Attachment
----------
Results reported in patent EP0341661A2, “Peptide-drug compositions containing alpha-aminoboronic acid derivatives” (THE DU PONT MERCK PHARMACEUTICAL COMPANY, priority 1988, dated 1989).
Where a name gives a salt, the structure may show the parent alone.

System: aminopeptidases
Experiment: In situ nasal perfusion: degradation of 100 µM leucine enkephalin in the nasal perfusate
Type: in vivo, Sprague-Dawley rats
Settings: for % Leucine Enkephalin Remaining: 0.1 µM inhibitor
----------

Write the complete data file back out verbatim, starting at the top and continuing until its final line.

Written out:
Results reported in patent EP0341661A2, “Peptide-drug compositions containing alpha-aminoboronic acid derivatives” (THE DU PONT MERCK PHARMACEUTICAL COMPANY, priority 1988, dated 1989).
Where a name gives a salt, the structure may show the parent alone.

System: aminopeptidases
Experiment: In situ nasal perfusion: degradation of 100 µM leucine enkephalin in the nasal perfusate
Type: in vivo, Sprague-Dawley rats
Settings: for % Leucine Enkephalin Remaining: 0.1 µM inhibitor